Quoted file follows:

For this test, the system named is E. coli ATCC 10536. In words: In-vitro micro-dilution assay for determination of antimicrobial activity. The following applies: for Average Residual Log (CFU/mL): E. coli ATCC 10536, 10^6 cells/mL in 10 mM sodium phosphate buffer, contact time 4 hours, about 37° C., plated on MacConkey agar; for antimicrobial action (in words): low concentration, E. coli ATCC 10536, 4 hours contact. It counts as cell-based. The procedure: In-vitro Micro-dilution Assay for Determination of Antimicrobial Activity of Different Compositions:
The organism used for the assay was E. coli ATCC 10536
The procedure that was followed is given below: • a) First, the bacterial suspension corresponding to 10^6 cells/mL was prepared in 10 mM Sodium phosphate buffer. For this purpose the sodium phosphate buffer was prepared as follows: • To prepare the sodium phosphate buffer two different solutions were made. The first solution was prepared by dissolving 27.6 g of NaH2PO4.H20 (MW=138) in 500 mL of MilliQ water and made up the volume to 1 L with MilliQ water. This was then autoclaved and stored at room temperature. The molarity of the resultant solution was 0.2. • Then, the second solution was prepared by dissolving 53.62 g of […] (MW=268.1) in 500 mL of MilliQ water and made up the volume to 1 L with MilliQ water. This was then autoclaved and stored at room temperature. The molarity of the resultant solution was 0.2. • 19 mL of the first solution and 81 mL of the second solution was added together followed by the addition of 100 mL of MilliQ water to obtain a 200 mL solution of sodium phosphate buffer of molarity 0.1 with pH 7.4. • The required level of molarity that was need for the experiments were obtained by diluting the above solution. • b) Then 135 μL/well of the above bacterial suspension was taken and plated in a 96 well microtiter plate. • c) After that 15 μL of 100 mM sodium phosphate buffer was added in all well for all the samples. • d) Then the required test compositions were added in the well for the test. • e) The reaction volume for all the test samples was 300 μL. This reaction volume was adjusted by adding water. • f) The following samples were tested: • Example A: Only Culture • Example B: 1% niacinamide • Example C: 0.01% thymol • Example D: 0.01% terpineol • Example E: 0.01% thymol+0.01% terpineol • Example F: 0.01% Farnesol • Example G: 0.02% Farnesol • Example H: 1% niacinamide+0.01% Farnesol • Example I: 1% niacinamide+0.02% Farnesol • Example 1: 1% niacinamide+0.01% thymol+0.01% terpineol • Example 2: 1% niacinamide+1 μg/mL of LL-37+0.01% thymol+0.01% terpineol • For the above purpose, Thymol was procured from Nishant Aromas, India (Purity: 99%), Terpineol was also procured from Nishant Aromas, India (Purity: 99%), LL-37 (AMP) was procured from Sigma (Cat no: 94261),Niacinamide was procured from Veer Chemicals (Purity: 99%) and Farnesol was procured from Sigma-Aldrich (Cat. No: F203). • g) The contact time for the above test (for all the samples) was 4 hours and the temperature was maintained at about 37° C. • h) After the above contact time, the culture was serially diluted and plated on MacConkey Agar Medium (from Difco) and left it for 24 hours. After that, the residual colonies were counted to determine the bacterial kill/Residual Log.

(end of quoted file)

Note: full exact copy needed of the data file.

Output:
For this test, the system named is E. coli ATCC 10536. In words: In-vitro micro-dilution assay for determination of antimicrobial activity. The following applies: for Average Residual Log (CFU/mL): E. coli ATCC 10536, 10^6 cells/mL in 10 mM sodium phosphate buffer, contact time 4 hours, about 37° C., plated on MacConkey agar; for antimicrobial action (in words): low concentration, E. coli ATCC 10536, 4 hours contact. It counts as cell-based. The procedure: In-vitro Micro-dilution Assay for Determination of Antimicrobial Activity of Different Compositions:
The organism used for the assay was E. coli ATCC 10536
The procedure that was followed is given below: • a) First, the bacterial suspension corresponding to 10^6 cells/mL was prepared in 10 mM Sodium phosphate buffer. For this purpose the sodium phosphate buffer was prepared as follows: • To prepare the sodium phosphate buffer two different solutions were made. The first solution was prepared by dissolving 27.6 g of NaH2PO4.H20 (MW=138) in 500 mL of MilliQ water and made up the volume to 1 L with MilliQ water. This was then autoclaved and stored at room temperature. The molarity of the resultant solution was 0.2. • Then, the second solution was prepared by dissolving 53.62 g of […] (MW=268.1) in 500 mL of MilliQ water and made up the volume to 1 L with MilliQ water. This was then autoclaved and stored at room temperature. The molarity of the resultant solution was 0.2. • 19 mL of the first solution and 81 mL of the second solution was added together followed by the addition of 100 mL of MilliQ water to obtain a 200 mL solution of sodium phosphate buffer of molarity 0.1 with pH 7.4. • The required level of molarity that was need for the experiments were obtained by diluting the above solution. • b) Then 135 μL/well of the above bacterial suspension was taken and plated in a 96 well microtiter plate. • c) After that 15 μL of 100 mM sodium phosphate buffer was added in all well for all the samples. • d) Then the required test compositions were added in the well for the test. • e) The reaction volume for all the test samples was 300 μL. This reaction volume was adjusted by adding water. • f) The following samples were tested: • Example A: Only Culture • Example B: 1% niacinamide • Example C: 0.01% thymol • Example D: 0.01% terpineol • Example E: 0.01% thymol+0.01% terpineol • Example F: 0.01% Farnesol • Example G: 0.02% Farnesol • Example H: 1% niacinamide+0.01% Farnesol • Example I: 1% niacinamide+0.02% Farnesol • Example 1: 1% niacinamide+0.01% thymol+0.01% terpineol • Example 2: 1% niacinamide+1 μg/mL of LL-37+0.01% thymol+0.01% terpineol • For the above purpose, Thymol was procured from Nishant Aromas, India (Purity: 99%), Terpineol was also procured from Nishant Aromas, India (Purity: 99%), LL-37 (AMP) was procured from Sigma (Cat no: 94261),Niacinamide was procured from Veer Chemicals (Purity: 99%) and Farnesol was procured from Sigma-Aldrich (Cat. No: F203). • g) The contact time for the above test (for all the samples) was 4 hours and the temperature was maintained at about 37° C. • h) After the above contact time, the culture was serially diluted and plated on MacConkey Agar Medium (from Difco) and left it for 24 hours. After that, the residual colonies were counted to determine the bacterial kill/Residual Log.